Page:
Mobility Tips for teaching, coaching or consulting – Annie Strauch

A video post from Annie Strauch – Physiotherapist

In this short video, physiotherapist Annie Strauch offers mobility tips for those of us teaching, coaching or consulting online. Annie demonstrates some short and simple exercises to help us find release through the body, and to assist in a healthier and stronger vocal function. She focuses on the shoulders , neck and upper back in this series of movements that we can all enjoy throughout our working day.

How to use your voice when teaching online – Amy Hume

An Article by Amy Hume – Lecturer in Theatre (Voice) at Victorian College of the Arts
Originally posted online 21st April 2020 – reposted with permission.

Several teachers have reached out to me over the past few weeks asking why their voices feel so tired after a day of teaching online.

Vocal fatigue is common for teachers, whose job requires them to use their voice an extraordinary amount during the day with few moments for vocal rest (school teachers even have to use it at recess and lunch time whilst on duty).

So, I thought this was interesting. Teachers talk all day, so why is talking online making their voices tired?

There are a few reasons your voice may be feeling tired or sore at the end of a day of online.

1.    You may be over-compensating

It’s highly likely that the main contributor to vocal fatigue from online teaching is coming from a tendency to over-compensate.

In a face-to-face environment, you rely not only on verbal communication but your physical presence in the room. You can signal to students with a gesture or even a glance.

Teaching online is totally different because physical presence is removed and there’s a boundary between you and the learner. You may start to overcompensate with your voice in an attempt to ‘reach’ students and connect with them through the new medium of video conferencing.

This would, in turn, place extra strain on your voice as you try to be louder or more animated than you ordinarily would in a face-to-face environment.

One teacher told me that he feels his online classes are ‘not as good’, so he’s trying to mask his insecurities by being extra upbeat and animated. It only took a couple of days before his voice was giving away exactly how he was feeling – he’d exhausted himself and had barely any voice left.


The challenge is to trust that whilst your teaching is different when delivered online, you remain a good teacher! Students are also adjusting to the new environment. Remember that less is more, trust that your energy and your lessons will reach you students.

Also, make use of the camera – experiment with how your facial expression could do the work your body language might normally be doing in the classroom.

2.    You may be talking more loudly than what’s required

 Whether you’re using a laptop or desktop computer, most in-built microphones these days are very effective. Although it might not be up to the task of recording an interview or podcast, unless your inbuilt microphone is damaged or you’re standing a few metres away, you can trust and rely on it to be working well.

That doesn’t mean you don’t need to speak clearly! As always, a microphone will only pick up the work a speaker is already doing. Always put the emphasis on clarity rather than volume for digital environments.

You also don’t need to fill your whole living room, house or apartment with your voice. Speak to the group in front of you by speaking to your mic or screen, but don’t assume you have to be any louder in order for them to hear you. Unless they tell you otherwise, assume that they can hear you fine and you don’t need to be putting any extra effort into being loud or increasing your volume.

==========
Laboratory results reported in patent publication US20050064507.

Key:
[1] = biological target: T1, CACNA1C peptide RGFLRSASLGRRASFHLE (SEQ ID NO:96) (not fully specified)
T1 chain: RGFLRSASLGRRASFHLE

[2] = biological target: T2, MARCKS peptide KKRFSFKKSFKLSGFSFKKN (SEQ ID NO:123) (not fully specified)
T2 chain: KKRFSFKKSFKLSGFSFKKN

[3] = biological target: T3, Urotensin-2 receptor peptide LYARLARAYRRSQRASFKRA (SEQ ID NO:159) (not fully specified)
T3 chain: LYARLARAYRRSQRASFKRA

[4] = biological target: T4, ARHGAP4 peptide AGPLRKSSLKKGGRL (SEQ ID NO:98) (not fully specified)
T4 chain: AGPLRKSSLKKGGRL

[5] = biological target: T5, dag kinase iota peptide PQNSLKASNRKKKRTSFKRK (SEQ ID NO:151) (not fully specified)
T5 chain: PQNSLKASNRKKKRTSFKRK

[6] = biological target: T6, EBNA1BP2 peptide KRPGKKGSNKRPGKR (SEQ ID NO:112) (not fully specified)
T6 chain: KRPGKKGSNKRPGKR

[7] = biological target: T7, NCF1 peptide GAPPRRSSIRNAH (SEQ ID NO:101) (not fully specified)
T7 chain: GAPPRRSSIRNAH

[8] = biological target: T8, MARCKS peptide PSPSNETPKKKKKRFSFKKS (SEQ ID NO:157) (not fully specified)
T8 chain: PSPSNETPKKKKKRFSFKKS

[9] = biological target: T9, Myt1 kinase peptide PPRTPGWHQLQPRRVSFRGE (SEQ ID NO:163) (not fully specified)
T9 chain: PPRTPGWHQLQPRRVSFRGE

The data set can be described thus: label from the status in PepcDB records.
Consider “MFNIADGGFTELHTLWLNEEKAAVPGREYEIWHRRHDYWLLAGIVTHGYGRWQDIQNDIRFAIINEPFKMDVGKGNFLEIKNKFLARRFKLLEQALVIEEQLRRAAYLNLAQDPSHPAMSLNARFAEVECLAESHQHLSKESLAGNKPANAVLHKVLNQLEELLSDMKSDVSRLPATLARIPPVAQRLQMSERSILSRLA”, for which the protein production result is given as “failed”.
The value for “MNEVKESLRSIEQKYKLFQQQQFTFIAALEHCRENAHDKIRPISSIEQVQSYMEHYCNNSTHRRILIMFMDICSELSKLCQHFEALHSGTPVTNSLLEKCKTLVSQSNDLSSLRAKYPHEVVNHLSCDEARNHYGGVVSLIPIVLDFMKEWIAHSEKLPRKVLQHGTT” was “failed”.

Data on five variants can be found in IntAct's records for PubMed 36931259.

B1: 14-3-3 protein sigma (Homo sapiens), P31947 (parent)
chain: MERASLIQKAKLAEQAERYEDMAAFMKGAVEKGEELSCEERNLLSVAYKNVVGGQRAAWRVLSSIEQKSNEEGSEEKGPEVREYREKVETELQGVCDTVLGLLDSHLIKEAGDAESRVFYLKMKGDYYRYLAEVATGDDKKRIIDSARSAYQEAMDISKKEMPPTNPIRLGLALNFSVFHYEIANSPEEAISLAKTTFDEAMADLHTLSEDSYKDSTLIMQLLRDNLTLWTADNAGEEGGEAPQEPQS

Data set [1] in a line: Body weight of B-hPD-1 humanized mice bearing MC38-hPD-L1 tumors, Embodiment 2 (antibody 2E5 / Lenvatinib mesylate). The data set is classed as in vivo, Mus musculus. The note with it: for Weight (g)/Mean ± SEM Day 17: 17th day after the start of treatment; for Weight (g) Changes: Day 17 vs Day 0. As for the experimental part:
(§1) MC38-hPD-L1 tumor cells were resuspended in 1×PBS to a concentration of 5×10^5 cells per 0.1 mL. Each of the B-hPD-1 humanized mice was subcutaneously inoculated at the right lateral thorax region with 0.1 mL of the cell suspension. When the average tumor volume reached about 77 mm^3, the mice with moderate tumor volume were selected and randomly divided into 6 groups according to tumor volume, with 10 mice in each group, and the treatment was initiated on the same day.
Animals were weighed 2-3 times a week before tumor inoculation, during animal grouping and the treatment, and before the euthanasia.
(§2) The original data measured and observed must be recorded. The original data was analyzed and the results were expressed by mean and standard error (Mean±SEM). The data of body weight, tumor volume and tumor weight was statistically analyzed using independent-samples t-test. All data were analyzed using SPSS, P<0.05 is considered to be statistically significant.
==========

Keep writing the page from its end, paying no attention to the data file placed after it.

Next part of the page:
If in doubt of your audio quality, ask your students for feedback as to whether they can hear you or not. This will help you determine whether you need to dial up the clarity or volume.

Note that audibility and intelligibility are two different things. If your students say they can’t hear you, play with speaking more clearly (you could think of us as dialling up your consonants or putting more energy in your articulators). If increasing the clarity doesn’t change their experience, it may be an audibility issue rather than intelligibility.

You might also want to consider using a headset. I find headsets great for video conferencing as I know the mic is right in front of my mouth, plus I can hear the students more clearly, and I can gesticulate freely! Colleagues and I have worked out our favourite headsets at the moment are Logitech H800 Wireless Headset (hooray for Bluetooth) and Corsair HS45, but you could even opt for something as simple as Logitech H110 Stereo Headset.

If you’d prefer a desktop mic, the Rode NTUSB is great value for money – it comes with with a desktop stand and will plug straight into your computer. The Rode NT1A condenser mic is also a crowd favourite and a great option if you have an audio interface and mic stand at the ready.

3.    You may be using your voice more than you would in the studio or classroom

In an effort to make sure instructions are clear and your students are engaged, you could be speaking more than you would in a face-to-face environment.

Many of my colleagues in the voice profession have commented on the importance of clarity of instruction when teaching online. There’s unanimous agreement that our instructions need to be specific and deliberate. Clarity of instruction doesn’t necessarily mean giving more detail or speaking for longer, it can mean finding the simplest way to say what needs to be said.

This reduces the chance of confusion, which itself leads to frustration, annoyance or discomfort from the students. Confusing instructions also increase the vocal load of the teacher, as suddenly you’re explaining something more than you normally would.